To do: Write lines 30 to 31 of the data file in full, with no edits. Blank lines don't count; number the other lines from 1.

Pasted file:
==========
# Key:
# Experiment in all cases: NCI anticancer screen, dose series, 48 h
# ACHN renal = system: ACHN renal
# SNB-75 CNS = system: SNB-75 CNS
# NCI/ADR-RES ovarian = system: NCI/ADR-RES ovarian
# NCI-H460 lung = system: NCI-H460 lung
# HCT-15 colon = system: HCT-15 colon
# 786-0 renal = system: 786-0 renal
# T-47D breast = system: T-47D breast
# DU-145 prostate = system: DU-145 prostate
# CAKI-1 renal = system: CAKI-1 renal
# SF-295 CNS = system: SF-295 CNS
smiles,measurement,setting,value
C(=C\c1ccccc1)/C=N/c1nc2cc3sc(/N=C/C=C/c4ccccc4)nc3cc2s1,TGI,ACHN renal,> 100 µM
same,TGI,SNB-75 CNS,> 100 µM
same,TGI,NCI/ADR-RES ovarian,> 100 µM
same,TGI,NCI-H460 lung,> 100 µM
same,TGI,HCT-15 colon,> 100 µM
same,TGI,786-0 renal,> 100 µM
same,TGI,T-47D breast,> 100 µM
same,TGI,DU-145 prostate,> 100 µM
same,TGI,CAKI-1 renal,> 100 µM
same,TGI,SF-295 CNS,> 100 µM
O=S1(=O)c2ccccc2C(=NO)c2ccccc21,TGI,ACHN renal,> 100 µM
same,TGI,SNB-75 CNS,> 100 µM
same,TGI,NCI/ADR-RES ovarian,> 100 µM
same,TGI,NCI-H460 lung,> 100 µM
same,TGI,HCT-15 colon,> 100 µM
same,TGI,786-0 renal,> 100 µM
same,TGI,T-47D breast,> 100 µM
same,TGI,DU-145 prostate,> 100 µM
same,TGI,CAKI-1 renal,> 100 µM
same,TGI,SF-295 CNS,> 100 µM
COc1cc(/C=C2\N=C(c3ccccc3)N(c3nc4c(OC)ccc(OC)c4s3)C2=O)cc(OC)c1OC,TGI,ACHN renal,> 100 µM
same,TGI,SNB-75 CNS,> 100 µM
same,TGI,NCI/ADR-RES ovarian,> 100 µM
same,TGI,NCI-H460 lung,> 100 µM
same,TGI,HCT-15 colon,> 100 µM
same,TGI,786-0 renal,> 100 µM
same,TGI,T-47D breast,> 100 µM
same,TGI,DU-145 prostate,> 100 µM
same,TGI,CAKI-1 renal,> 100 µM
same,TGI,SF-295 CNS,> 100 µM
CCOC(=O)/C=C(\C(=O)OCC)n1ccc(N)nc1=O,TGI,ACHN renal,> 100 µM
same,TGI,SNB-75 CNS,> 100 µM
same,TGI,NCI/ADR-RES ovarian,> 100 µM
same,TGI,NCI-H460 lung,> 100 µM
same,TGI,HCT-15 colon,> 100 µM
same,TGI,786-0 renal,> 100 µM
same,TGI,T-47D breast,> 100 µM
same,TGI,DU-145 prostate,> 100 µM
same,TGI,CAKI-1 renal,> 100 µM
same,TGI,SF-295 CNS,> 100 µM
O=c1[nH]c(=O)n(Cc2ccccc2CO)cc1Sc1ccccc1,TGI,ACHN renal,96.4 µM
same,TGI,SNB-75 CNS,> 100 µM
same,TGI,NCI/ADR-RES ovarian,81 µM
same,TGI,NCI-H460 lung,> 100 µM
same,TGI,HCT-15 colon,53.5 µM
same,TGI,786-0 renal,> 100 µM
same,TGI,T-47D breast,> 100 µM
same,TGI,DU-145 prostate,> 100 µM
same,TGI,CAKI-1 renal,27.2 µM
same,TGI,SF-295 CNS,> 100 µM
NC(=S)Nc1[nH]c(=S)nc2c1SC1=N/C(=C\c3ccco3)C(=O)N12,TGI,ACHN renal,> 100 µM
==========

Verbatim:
same,TGI,T-47D breast,> 100 µM
same,TGI,DU-145 prostate,> 100 µM